Omega CEO Raynald Aeschlimann on his first year in charge
Since becoming the CEO of Omega in June 2016, Raynald Aeschlimann has overseen the luxury watch brand's successful sponsorship of the Olympic Games in Rio, the launch of the digital initiative Speedy Tuesday, and the introduction of a new Chronometre certification. Esquire Middle East caught up with the man to reflect on his first year in the hot seat.
Esquire: Last year must have been quite a landmark one for you, with your promotion to CEO and the Olympics in the same year...
Raynald Aeschlimann: Yes it was a big year, and it was a huge privilege to become CEO of the brand during an Olympic year. But more than personal satisfaction, it was great for the brand to have had another successful Olympic experience. While it’s true that the industry has been more difficult in the last few years, the Olympics was a great target to work towards.
One of the things I stressed was that, although things were more difficult than before, we had to maintain the level that we achieved in London and Beijing in previous years. We don’t dial things back — we are Omega and this is what we do. I think we created a lot of success, which has helped us to overcome the problems in the industry with less people traveling and buying watches.
Do you have a particular highlight?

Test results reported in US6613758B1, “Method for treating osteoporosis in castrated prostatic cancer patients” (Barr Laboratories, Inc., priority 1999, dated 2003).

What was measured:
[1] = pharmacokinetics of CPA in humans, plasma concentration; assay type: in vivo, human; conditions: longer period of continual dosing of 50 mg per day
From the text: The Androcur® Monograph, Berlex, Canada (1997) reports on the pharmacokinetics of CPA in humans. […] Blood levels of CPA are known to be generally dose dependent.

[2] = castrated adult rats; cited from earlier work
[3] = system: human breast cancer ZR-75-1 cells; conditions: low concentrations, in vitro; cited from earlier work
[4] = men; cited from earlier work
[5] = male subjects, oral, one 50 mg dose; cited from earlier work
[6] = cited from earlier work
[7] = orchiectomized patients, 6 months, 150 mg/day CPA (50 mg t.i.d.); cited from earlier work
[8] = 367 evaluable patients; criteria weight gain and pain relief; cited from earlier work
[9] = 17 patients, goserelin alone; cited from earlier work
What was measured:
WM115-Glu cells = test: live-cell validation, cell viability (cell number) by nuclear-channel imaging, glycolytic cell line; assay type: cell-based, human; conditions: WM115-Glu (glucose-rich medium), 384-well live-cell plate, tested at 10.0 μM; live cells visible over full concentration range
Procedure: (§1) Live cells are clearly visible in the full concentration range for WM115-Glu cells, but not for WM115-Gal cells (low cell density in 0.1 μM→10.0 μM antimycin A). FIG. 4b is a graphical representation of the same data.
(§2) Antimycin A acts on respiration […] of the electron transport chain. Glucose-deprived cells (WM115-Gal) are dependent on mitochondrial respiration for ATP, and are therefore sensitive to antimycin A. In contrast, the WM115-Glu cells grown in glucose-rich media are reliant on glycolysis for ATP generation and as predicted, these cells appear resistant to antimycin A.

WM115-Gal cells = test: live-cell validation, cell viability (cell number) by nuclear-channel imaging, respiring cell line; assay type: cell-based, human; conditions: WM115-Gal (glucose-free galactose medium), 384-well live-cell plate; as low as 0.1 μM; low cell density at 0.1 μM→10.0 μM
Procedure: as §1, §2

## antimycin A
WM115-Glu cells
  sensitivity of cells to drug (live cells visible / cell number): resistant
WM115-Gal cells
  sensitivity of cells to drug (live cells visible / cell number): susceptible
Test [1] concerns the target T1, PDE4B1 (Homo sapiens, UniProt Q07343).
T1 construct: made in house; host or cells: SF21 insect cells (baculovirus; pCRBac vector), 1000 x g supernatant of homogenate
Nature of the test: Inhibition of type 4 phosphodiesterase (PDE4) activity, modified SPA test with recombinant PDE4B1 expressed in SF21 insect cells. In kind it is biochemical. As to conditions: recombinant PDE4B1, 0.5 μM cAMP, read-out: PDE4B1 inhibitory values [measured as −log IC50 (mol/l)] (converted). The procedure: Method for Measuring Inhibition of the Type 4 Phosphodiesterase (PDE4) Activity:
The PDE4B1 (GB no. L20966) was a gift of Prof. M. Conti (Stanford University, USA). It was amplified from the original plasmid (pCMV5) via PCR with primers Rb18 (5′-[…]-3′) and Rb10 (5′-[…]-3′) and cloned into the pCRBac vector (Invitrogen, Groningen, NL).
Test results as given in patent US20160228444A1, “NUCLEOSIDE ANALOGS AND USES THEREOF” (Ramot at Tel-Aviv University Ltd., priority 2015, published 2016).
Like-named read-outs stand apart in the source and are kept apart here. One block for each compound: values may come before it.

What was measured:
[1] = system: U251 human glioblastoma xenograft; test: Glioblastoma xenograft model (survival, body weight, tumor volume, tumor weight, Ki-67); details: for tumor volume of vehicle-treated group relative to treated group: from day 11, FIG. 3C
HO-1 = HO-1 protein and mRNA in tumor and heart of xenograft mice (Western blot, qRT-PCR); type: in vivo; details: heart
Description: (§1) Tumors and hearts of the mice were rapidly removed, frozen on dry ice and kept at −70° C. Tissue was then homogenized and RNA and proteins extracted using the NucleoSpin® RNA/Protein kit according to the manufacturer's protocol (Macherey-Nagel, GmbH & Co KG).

I was particularly proud of what we did with my first big project: Speedy Tuesday. We sold 2,012 Speedmaster watches in 12 hours, to buyers who were spread all over the world. That tells you how strongly we are represented everywhere and how powerful and dynamic the brand is. Selling that many watches in such a short timeframe shows us that we had 2,012 customers waiting to buy the pieces. That’s not selling a handful of million-dollar watches in one year, it is evidence that we are providing something that people want, and therefore doing our job correctly. This is something I took great pride in.
There is a certain ‘go big or go home’ feel to Omega…
Absolutely. It is part of the spirit and universality of the brand. We are an ever-present brand, and one that not only competes globally with other watch companies, but with other luxury companies too.
Have you set targets for the next five or 10 years?
My team and I have always been driven by the desire to make Omega the best brand it can be. It’s not a company that can be judged solely on numbers — we’re not bankers. We have to continue to transmit our pioneering spirit to the customers. The goal is quite simply to continue the amazing success of the brand, and evolve the product as our customers do, because the brand has the potential to do that. Exactly what we did on ‘Speedy Tuesday’ — we created a Speedmaster with the design inspired by the classic watch, but with new technology inside.
The Master Chronometre Certification and anti-magnetism is added value to the Speedmaster’s heritage. The goal is to become more powerful, but to take that power and do right for the consumer.
You previously mentioned that it was a way to tap into the millennial market…
[Laughs] It’s funny, because I said that once in an interview and people have really run with it! What I wanted to say is that we are a universal brand; in fact we are probably the only brand in our price sector that has the potential, will and power to move about while keeping our existing customers happy.